Please take some time to read these 2 fantastic pieces on the Music Consumer and the Music Mind in the Digital Age by cultural critic and essayist Eric Casero.
Not only do they offer a unique perspective on today’s music consumer from someone OUTSIDE of the music business, but they reveal links between the human brain and pop culture. Very interesting stuff.
Warning, do not read while on drugs or listening to Radiohead, you’re just asking for trouble. Try to stay away from your iPod in general.
The Music Consumer In The Modern World - Hypebot Piece
- “[American Idol’s] popularity seems to suggest that the music-consuming public is becoming increasingly interested not just in music itself, but the process that goes into creating and marketing said music.”
- “music criticism has always been influential in breaking new artists, but it seems that in the current age, this influence has become more prominent and seems to have a more direct effect on the music market.”
Mental Machine Music:The Musical Mind in the Digital Age - Popmatters Piece
- “something about the quality of the actual experience of listening to music had been altered in the movement between eras of consumption. Something, at a barely perceptible level, had changed about the way that my brain was engaging in the listening experience.”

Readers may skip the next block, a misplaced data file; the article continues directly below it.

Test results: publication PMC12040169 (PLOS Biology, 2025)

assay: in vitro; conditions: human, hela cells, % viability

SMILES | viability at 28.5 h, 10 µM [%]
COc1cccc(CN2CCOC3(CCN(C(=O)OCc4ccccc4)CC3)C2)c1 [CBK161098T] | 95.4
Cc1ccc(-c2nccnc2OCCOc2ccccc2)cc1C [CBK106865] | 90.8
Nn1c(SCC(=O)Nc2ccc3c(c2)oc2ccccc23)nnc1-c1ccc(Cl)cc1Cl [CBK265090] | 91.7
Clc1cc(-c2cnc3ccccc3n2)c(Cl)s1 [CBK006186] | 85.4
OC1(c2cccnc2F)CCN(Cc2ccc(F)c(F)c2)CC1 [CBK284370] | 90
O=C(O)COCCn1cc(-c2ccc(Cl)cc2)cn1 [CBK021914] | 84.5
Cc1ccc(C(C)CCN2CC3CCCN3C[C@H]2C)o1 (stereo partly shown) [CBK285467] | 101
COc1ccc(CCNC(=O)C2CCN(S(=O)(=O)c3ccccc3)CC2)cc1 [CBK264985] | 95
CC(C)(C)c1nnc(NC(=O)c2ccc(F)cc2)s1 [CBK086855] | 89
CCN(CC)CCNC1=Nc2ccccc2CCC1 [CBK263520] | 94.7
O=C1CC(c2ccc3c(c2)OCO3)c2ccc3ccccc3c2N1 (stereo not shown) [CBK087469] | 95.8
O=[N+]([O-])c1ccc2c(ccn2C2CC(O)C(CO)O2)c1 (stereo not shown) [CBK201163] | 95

- “No longer do we tend to afford the same level of attention to any singular listening experience. This lack of attention has manifested itself in the continuing decline of the album as our primary listening medium. As album sales continue to drop, downloads of individual songs continue to rise. The album is, of course, not only a physical medium, but a way of structuring listening experiences; albums are not just compilations of songs, but song sequences arranged in a particular order. When we listen to albums, we allow the medium to determine how we listen. In the digital age, we are becoming more and more free to make our own determinations, but this freedom carries with it the responsibility of choice, a responsibility which usurps our mental energy.”
- “The erosion of the “fan mentality” can be seen in the death of musical icons; as we begin to develop more sophisticated “mental maps” of the musical landscape, we become less and less inclined to see any single performer as exemplary, instead viewing them as a small part of a greater “musical landscape”.”
- “As technology delivers an increasing number of options for music listening, the music itself becomes increasingly dissociated from any kind of physical medium. This significantly reduces the impact that any single piece of music can have on our conscious state because that piece no longer carries with it the same cognitive connections that it would have in previous eras.”